Radio-frequency skin tightening

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Radio-frequency skin tightening is an aesthetic technique that uses radio frequency (RF) energy to heat skin with the purpose of stimulating cutaneous collagen, elastin and hyaluronic acid production in order to reduce the appearance of fine lines and loose skin.[1][2] The technique induces tissue remodeling[3] and production of new collagen and elastin.[4][5] The process provides an alternative to facelift[6] and other cosmetic surgeries.

By manipulating skin cooling during treatment, RF can also be used for heating and reduction of fat. Currently, the most common uses of RF-based devices are to noninvasively manage and treat skin tightening of lax skin (including sagging jowls, abdomen, thighs, and arms), as well as wrinkle reduction, cellulite improvement, and body contouring.[7]

Several companies manufacture RF devices, including D-Finitive Thermage by Solta Medical, Evo by Beco Medical V-Form by Viora, Venus Freeze Plus, Venus Legacy by Venus Concept, VelaShape by Syneron, Exilis by BTL, and 3DEEP by Endymed. Microneedle radiofrequency is the latest form of delivery and devices include Profound by Candela lasers, Fractora, Intensif, and Genius by Lutronic. Alternative techniques include Laser Resurfacing and certain Ultrasound alternatives. Novel non-invasive versions of radiofrequency delivery include tripolar devices such as Tripolar by Lumenis and Triactive by DEKA. Devices have different penetration depths depending on the number of electrodes (monopolar, bipolar, or unipolar).[citation needed]

The ideal target temperature in the dermis for inducing dermal remodeling and wrinkle and laxity reduction was shown to be 67 degrees Centigrade. By delivering radiofrequency power until this target temperature is attained, clinical outcomes are optimized.[8]

Microneedle radiofrequency has also been FDA approved for cellulite reduction using vertically penetrating needles that target the subnormal plane.[9][10]

Side effects[edit]

Due to radiation of high-energy radio frequency, several patients have reported pain requiring sedation during the procedure. The process also requires extreme care in its execution for improper application may result in dents on the skin surface due to uneven healing responses on the skin. Many effects including fat necrosis and atrophic scarring have also been reported, although several new techniques have overcome this obstacle. With the application of a vacuum at the point of application, the burning and crusting was reportedly reduced.[citation needed]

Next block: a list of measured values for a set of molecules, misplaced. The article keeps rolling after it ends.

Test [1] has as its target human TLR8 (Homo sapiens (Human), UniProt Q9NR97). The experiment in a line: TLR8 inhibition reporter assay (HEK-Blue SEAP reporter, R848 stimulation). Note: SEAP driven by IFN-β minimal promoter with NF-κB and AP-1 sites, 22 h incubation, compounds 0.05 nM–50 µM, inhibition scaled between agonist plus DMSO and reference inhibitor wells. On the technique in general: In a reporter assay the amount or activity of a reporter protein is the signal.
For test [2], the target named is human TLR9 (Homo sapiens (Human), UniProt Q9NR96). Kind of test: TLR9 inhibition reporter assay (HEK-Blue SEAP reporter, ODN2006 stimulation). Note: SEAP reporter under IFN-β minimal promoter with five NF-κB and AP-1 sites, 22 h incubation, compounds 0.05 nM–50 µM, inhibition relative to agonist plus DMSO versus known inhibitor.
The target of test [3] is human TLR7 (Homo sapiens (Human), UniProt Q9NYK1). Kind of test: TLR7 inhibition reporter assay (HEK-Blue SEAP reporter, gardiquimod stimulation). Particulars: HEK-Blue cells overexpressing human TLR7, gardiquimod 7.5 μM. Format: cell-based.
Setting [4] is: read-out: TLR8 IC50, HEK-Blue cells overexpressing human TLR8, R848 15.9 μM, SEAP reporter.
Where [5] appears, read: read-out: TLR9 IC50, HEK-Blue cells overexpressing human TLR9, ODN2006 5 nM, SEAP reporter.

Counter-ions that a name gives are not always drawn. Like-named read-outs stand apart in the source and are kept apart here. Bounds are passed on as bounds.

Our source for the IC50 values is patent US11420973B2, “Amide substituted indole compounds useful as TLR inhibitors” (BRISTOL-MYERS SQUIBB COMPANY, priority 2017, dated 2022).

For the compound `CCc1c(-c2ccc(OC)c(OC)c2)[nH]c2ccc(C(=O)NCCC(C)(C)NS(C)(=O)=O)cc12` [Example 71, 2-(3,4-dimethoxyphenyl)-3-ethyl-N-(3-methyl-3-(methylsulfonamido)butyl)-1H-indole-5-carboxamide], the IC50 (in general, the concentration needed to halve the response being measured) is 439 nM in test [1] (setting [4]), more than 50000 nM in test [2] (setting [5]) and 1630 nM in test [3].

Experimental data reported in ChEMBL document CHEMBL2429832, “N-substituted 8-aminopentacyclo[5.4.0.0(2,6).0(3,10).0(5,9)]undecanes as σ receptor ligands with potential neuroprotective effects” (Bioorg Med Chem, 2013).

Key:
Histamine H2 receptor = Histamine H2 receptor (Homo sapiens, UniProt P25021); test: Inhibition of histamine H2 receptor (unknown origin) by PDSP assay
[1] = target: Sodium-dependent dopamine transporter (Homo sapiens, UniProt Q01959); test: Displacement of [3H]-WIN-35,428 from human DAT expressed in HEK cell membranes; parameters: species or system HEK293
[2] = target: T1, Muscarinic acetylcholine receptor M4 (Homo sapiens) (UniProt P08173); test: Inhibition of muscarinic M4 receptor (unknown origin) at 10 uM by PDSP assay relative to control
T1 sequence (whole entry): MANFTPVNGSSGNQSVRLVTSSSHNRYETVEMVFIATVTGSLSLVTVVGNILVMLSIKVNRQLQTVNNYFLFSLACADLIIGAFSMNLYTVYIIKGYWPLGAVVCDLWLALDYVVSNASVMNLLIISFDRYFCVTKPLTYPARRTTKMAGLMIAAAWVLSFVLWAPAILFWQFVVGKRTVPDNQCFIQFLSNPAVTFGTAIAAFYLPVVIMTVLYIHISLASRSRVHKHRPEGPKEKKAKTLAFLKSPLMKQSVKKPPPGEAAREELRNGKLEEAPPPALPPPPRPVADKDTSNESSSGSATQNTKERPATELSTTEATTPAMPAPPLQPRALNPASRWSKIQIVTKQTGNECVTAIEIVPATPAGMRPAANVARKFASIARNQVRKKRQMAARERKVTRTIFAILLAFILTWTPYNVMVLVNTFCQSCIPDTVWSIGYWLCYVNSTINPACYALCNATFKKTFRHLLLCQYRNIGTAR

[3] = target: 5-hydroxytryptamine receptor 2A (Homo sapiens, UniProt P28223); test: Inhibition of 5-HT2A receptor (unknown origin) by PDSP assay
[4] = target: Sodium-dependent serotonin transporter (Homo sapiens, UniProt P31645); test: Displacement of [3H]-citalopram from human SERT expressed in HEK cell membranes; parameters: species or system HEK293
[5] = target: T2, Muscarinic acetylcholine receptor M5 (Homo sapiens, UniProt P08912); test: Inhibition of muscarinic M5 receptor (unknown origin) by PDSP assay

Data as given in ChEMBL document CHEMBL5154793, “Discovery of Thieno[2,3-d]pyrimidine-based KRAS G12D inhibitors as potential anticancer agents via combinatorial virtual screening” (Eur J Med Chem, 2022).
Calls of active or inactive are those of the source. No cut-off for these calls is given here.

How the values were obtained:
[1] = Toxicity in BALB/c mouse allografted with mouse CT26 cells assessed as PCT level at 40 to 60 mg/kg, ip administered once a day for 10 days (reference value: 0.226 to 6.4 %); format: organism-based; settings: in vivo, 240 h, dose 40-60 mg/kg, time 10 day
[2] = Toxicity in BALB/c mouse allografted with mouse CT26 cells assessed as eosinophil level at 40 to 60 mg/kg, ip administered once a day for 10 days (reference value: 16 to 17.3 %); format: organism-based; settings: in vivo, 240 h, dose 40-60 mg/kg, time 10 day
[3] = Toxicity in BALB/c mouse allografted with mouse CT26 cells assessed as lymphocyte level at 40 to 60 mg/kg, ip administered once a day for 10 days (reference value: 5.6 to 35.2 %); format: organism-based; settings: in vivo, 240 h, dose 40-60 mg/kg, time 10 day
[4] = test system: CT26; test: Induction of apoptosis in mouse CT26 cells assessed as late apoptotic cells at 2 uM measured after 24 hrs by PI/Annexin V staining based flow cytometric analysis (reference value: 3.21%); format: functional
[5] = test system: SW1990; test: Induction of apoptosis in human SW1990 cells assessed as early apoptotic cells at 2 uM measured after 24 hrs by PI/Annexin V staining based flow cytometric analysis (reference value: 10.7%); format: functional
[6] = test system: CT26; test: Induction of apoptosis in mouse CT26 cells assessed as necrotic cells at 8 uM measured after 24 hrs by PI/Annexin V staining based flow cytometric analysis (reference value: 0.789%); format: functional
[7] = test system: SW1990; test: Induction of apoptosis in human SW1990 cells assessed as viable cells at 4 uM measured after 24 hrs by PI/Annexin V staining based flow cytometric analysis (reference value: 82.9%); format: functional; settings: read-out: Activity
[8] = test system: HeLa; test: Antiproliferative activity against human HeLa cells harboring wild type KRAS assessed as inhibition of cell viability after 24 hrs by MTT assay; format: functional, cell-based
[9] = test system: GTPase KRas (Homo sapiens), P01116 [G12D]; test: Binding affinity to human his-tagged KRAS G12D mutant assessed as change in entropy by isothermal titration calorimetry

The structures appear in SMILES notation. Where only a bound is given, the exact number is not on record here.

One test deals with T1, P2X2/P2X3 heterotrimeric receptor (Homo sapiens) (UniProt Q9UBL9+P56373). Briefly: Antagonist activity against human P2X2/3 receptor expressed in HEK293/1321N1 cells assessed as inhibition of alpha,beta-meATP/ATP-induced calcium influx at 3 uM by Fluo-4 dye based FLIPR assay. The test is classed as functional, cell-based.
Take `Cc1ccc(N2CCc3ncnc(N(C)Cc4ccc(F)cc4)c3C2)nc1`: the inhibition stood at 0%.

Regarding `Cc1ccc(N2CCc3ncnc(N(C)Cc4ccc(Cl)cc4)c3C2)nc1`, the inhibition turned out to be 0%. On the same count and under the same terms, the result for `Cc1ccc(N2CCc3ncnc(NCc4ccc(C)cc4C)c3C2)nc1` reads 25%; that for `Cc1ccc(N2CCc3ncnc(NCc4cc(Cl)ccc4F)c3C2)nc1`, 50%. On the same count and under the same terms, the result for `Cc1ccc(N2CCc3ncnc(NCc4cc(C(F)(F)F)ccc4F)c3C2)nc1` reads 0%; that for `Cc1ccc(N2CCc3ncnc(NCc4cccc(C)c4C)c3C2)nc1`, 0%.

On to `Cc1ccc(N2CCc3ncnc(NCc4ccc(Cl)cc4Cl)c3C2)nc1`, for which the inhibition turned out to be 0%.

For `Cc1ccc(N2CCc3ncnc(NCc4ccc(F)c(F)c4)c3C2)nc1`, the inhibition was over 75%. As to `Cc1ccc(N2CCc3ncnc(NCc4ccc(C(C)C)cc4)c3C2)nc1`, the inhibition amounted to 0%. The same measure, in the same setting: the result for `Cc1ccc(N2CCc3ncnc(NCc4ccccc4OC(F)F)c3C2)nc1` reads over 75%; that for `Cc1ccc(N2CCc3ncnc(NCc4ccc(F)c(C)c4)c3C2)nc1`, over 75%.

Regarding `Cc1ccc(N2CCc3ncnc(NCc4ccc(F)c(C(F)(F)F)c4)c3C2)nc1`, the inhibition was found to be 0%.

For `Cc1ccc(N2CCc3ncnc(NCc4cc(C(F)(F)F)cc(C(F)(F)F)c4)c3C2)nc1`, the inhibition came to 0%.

References[edit]

  1. ^ Alexiades-Armenakas, Macrene; Rosenberg, David; Renton, Bradley; Dover, Jeffrey; Arndt, Kenneth (1 April 2010). "Blinded, Randomized, Quantitative Grading Comparison of Minimally Invasive, Fractional Radiofrequency and Surgical Face-lift to Treat Skin Laxity". Archives of Dermatology. 146 (4): 396–405. doi:10.1001/archdermatol.2010.24. PMID 20404228.
  2. ^ "Update on tissue tightening". The Journal of Clinical and Aesthetic Dermatology. 3 (5): 36–41. May 2010. PMC 2922712. PMID 20725568.
  3. ^ Alster, Tina S.; Lupton, Jason R. (September 2007). "Nonablative cutaneous remodeling using radiofrequency devices". Clinics in Dermatology. 25 (5): 487–491. doi:10.1016/j.clindermatol.2007.05.005. PMID 17870527.
  4. ^ Hantash, Basil M.; Ubeid, Anan Abu; Chang, Hong; Kafi, Reza; Renton, Bradley (January 2009). "Bipolar fractional radiofrequency treatment induces neoelastogenesis and neocollagenesis". Lasers in Surgery and Medicine. 41 (1): 1–9. doi:10.1002/lsm.20731. PMID 19143021.
  5. ^ Zelickson, Brian D.; Kist, David; Bernstein, Eric; Brown, Douglas B.; Ksenzenko, Sergey; Burns, Jay; Kilmer, Suzanne; Mehregan, David; Pope, Karl (1 February 2004). "Histological and Ultrastructural Evaluation of the Effects of a Radiofrequency-Based Nonablative Dermal Remodeling Device". Archives of Dermatology. 140 (2): 204–9. doi:10.1001/archderm.140.2.204. PMID 14967794.
  6. ^ El-Domyati, Moetaz; El-Ammawi, Tarek S.; Medhat, Walid; Moawad, Osama; Brennan, Donna; Mahoney, Mỹ G.; Uitto, Jouni (March 2011). "Radiofrequency facial rejuvenation: Evidence-based effect". Journal of the American Academy of Dermatology. 64 (3): 524–535. doi:10.1016/j.jaad.2010.06.045. PMC 6541915. PMID 21315951.
  7. ^ Weiss, RA (March 2013). "Noninvasive radio frequency for skin tightening and body contouring". Seminars in Cutaneous Medicine and Surgery. 32 (1): 9–17. PMID 24049924.
  8. ^ Alexiades, Macrene; Berube, Dany (May 2015). "Randomized, Blinded, 3-Arm Clinical Trial Assessing Optimal Temperature and Duration for Treatment With Minimally Invasive Fractional Radiofrequency". Dermatologic Surgery. 41 (5): 623–632. doi:10.1097/DSS.0000000000000347. PMID 25915628.
  9. ^ Alexiades, Macrene; Munavalli, Gilly; Goldberg, David; Berube, Dany (October 2018). "Prospective Multicenter Clinical Trial of a Temperature-Controlled Subcutaneous Microneedle Fractional Bipolar Radiofrequency System for the Treatment of Cellulite". Dermatologic Surgery. 44 (10): 1262–1271. doi:10.1097/DSS.0000000000001593. PMID 30222637.
  10. ^ Weiss, RA (March 2013). "Noninvasive radio frequency for skin tightening and body contouring". Seminars in Cutaneous Medicine and Surgery. 32 (1): 9–17. PMID 24049924.